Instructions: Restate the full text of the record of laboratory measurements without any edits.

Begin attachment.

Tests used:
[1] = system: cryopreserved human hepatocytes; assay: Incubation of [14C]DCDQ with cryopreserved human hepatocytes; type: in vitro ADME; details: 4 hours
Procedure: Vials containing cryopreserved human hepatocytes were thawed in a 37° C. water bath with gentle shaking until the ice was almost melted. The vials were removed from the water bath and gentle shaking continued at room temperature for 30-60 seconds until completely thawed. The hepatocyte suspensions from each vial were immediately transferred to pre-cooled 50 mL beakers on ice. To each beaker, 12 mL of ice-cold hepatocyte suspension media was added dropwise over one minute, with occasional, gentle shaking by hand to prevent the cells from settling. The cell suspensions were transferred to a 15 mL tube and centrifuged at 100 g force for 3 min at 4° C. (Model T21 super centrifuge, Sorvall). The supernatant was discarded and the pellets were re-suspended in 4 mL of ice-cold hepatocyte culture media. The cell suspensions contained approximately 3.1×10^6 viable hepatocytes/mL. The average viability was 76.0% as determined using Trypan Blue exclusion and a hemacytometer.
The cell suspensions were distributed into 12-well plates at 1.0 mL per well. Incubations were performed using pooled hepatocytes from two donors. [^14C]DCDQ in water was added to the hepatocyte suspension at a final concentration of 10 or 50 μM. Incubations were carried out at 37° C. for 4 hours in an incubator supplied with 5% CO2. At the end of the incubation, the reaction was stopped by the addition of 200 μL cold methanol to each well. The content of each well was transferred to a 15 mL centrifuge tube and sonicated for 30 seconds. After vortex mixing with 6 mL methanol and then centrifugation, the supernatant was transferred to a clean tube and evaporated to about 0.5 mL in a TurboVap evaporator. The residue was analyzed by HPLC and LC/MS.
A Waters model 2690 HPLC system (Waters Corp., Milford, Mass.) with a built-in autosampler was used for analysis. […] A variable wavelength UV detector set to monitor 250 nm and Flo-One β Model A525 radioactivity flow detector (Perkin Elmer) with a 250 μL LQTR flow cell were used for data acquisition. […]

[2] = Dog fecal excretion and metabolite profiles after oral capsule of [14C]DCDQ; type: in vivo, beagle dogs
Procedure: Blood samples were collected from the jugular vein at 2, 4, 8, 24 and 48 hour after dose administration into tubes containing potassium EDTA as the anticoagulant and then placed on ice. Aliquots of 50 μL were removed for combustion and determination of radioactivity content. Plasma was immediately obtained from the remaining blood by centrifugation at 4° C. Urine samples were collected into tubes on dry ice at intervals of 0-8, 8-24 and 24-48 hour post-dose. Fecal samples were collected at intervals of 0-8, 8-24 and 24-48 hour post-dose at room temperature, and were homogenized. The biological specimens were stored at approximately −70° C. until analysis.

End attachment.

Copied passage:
Tests used:
[1] = system: cryopreserved human hepatocytes; assay: Incubation of [14C]DCDQ with cryopreserved human hepatocytes; type: in vitro ADME; details: 4 hours
Procedure: Vials containing cryopreserved human hepatocytes were thawed in a 37° C. water bath with gentle shaking until the ice was almost melted. The vials were removed from the water bath and gentle shaking continued at room temperature for 30-60 seconds until completely thawed. The hepatocyte suspensions from each vial were immediately transferred to pre-cooled 50 mL beakers on ice. To each beaker, 12 mL of ice-cold hepatocyte suspension media was added dropwise over one minute, with occasional, gentle shaking by hand to prevent the cells from settling. The cell suspensions were transferred to a 15 mL tube and centrifuged at 100 g force for 3 min at 4° C. (Model T21 super centrifuge, Sorvall). The supernatant was discarded and the pellets were re-suspended in 4 mL of ice-cold hepatocyte culture media. The cell suspensions contained approximately 3.1×10^6 viable hepatocytes/mL. The average viability was 76.0% as determined using Trypan Blue exclusion and a hemacytometer.
The cell suspensions were distributed into 12-well plates at 1.0 mL per well. Incubations were performed using pooled hepatocytes from two donors. [^14C]DCDQ in water was added to the hepatocyte suspension at a final concentration of 10 or 50 μM. Incubations were carried out at 37° C. for 4 hours in an incubator supplied with 5% CO2. At the end of the incubation, the reaction was stopped by the addition of 200 μL cold methanol to each well. The content of each well was transferred to a 15 mL centrifuge tube and sonicated for 30 seconds. After vortex mixing with 6 mL methanol and then centrifugation, the supernatant was transferred to a clean tube and evaporated to about 0.5 mL in a TurboVap evaporator. The residue was analyzed by HPLC and LC/MS.
A Waters model 2690 HPLC system (Waters Corp., Milford, Mass.) with a built-in autosampler was used for analysis. […] A variable wavelength UV detector set to monitor 250 nm and Flo-One β Model A525 radioactivity flow detector (Perkin Elmer) with a 250 μL LQTR flow cell were used for data acquisition. […]

[2] = Dog fecal excretion and metabolite profiles after oral capsule of [14C]DCDQ; type: in vivo, beagle dogs
Procedure: Blood samples were collected from the jugular vein at 2, 4, 8, 24 and 48 hour after dose administration into tubes containing potassium EDTA as the anticoagulant and then placed on ice. Aliquots of 50 μL were removed for combustion and determination of radioactivity content. Plasma was immediately obtained from the remaining blood by centrifugation at 4° C. Urine samples were collected into tubes on dry ice at intervals of 0-8, 8-24 and 24-48 hour post-dose. Fecal samples were collected at intervals of 0-8, 8-24 and 24-48 hour post-dose at room temperature, and were homogenized. The biological specimens were stored at approximately −70° C. until analysis.